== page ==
If you had the opportunity to attend the AFP International Conference in Boston this week, I’m sure you learned a lot. I know I did.
Here are a few of my favorite takeaways. Some are from educational sessions and others are from conversations I had in the hallways.
1. Women need more confidence when applying for nonprofit jobs.
Men apply for jobs when they meet 60% of the criteria in the job description. Women apply for jobs only when they meet 100% of the criteria. This statistic was shared by Sarah Durham of Big Duck in a session called “Lean In” on women, leadership, careers, and fundraising.
If women want the top nonprofit jobs, we need to have confidence that we are capable and can learn on the job. If you want a job and believe you can do it — go for it! I was honored to be included on this panel of distinguished and accomplished women.
2. Consider your donors’ feelings.
Dr. Adrian Sargeant asked us to think the question “How do we want to make our donors feel today?” and “How do we SHOW donors if they give more, it would have a bigger impact?”
What great questions! Don’t focus on raising money. Think about how your donors are feeling — and what you can do to make them feel better? How do you demonstrate that bigger gifts equal bigger impact?
3. Divide your donor database.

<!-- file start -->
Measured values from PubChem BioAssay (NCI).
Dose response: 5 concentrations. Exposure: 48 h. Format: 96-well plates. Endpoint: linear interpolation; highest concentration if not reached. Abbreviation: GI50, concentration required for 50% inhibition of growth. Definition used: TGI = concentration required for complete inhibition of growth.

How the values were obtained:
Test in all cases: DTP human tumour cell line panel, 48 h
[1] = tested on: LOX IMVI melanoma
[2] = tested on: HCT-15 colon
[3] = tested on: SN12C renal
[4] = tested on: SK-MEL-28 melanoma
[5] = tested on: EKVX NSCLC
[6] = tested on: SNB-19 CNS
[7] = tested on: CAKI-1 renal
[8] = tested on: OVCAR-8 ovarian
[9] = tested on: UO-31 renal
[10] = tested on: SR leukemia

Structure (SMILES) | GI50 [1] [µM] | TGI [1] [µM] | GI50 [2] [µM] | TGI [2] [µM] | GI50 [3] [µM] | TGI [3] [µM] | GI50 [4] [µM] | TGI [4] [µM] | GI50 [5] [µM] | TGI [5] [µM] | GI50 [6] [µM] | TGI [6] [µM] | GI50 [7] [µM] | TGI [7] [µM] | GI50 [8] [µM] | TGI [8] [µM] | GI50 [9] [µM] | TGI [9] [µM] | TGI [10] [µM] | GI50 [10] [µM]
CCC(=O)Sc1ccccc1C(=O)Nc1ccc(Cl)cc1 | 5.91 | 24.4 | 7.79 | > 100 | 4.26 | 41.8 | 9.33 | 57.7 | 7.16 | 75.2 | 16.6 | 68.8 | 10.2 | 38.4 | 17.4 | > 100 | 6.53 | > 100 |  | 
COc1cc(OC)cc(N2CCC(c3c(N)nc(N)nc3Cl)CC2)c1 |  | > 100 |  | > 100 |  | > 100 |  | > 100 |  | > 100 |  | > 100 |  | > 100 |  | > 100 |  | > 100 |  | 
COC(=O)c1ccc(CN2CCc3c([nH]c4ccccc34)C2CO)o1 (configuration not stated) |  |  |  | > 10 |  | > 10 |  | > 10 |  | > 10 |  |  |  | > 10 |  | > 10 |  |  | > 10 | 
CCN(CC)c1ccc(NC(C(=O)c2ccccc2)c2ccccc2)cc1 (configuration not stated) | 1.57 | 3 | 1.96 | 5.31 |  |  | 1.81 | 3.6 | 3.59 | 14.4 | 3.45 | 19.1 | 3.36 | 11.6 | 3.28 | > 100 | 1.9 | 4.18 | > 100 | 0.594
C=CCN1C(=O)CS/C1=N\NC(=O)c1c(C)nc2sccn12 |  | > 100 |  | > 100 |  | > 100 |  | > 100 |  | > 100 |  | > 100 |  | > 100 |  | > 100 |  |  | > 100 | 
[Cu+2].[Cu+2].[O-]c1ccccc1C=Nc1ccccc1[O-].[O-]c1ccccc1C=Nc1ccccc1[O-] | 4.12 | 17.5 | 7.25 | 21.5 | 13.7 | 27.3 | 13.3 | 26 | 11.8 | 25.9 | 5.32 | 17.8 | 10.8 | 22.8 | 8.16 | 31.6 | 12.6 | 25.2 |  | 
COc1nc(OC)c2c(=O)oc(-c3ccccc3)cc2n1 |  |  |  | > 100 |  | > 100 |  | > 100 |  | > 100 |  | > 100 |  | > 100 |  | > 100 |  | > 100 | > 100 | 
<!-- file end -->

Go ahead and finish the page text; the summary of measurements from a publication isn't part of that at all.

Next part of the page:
“Divide your donor database into three categories,” says Jay Love of Bloomerang:
- Those who don’t give
- Those who give 10% of your funding (likely 90% of your donors)
- Those who give 90% of your funding (likely 10% of your donors)
You need to build relationships with those who are giving 90% of your funding, and automate those who give 10%.
What a terrific, concrete way to think about and divide your donor database. Stop treating every donor the same.
4. Story-living trumps storytelling.
Story-living is a more intense form of storytelling, says Tammy Zonker of Fundraising Transformed. It’s when you invite the donor in to “live” your story. Tammy used an example of having a donor listen in on a hotline for 15 minutes and experience some of the calls coming in.
5. Survey your donors.
I’m not going to give specific credit here, because multiple speakers raised this important idea.
If you want to have true relationships with your donors, they can’t be one way (you sending your donors information). You need to check in with them from time to time and ask them a few key questions, such as:
- How do they want to be communicated with?
- Do they trust your organization?
- How satisfied they are with your organization (on a scale of 1 to 5)?
Also, provide a box in the survey (and on your website) for donors to provide comments and feedback. However, when you do this, you must be prepared to provide timely responses to complaints and criticism. If you do, donor loyalty and giving will increase.
Major Gifts Research Results Shared…
I also had the opportunity share the results of the research I worked on over the last year with Dr. Adrian Sargeant. Our session was called “You can Raise Major Gifts at Your Small Shop: Research Proven Methods and Best Practices”. If you haven’t seen the research results yet, be sure to download the study, here:
What did you learn at the conference? Let us know in the comments.